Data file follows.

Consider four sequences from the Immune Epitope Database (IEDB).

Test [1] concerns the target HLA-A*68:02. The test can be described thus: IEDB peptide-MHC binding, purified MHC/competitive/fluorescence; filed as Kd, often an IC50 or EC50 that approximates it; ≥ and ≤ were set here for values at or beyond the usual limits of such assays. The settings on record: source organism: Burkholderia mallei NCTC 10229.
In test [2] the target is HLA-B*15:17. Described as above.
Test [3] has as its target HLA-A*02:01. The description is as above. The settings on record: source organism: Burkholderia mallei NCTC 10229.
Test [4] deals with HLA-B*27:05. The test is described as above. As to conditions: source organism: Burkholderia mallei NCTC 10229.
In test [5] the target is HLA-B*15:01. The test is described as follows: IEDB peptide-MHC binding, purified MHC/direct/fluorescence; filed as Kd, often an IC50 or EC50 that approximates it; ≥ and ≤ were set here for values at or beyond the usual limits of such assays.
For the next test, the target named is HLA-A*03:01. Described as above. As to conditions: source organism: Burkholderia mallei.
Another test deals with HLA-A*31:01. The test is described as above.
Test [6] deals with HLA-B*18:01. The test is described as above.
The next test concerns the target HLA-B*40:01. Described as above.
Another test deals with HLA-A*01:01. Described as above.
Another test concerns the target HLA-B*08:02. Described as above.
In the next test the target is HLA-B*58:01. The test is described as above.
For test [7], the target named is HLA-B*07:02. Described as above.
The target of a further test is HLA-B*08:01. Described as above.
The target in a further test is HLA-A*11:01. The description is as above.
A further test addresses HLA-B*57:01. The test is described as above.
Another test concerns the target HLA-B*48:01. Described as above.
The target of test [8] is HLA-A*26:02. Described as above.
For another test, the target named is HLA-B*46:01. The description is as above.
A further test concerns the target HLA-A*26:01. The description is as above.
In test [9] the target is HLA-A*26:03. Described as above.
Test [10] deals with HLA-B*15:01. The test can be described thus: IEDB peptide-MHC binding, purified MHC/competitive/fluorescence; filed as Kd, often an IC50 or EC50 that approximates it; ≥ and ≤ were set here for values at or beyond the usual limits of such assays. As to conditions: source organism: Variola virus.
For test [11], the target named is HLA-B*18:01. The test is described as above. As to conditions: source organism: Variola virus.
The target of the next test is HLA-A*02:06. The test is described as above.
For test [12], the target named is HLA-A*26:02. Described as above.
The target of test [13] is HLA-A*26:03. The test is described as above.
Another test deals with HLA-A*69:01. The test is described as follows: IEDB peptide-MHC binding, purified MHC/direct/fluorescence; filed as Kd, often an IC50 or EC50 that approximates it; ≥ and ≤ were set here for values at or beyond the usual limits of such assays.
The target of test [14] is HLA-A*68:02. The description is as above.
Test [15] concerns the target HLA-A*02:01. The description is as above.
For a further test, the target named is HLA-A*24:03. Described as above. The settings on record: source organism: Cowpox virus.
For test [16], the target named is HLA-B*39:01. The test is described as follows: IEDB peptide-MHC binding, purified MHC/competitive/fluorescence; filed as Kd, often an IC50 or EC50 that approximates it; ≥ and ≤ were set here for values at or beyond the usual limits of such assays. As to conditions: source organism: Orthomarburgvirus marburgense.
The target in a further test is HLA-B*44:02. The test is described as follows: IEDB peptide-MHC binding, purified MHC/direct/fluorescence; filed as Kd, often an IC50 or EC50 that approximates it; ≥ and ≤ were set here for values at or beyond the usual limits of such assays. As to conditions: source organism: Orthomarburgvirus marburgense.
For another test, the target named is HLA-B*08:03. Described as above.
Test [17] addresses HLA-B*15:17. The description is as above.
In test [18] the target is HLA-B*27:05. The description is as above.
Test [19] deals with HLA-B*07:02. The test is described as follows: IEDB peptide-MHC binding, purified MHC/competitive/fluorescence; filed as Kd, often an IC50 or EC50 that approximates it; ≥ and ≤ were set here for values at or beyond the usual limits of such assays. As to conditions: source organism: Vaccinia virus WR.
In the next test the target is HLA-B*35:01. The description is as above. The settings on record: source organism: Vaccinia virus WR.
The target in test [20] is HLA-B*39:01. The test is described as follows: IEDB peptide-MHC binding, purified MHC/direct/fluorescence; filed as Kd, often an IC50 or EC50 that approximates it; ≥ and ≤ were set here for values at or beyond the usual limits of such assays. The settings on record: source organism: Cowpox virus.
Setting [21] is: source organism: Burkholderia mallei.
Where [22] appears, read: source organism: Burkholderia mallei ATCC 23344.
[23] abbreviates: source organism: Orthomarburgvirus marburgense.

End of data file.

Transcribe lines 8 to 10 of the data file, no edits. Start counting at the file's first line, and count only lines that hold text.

Another test deals with HLA-A*31:01. The test is described as above.
Test [6] deals with HLA-B*18:01. The test is described as above.
The next test concerns the target HLA-B*40:01. Described as above.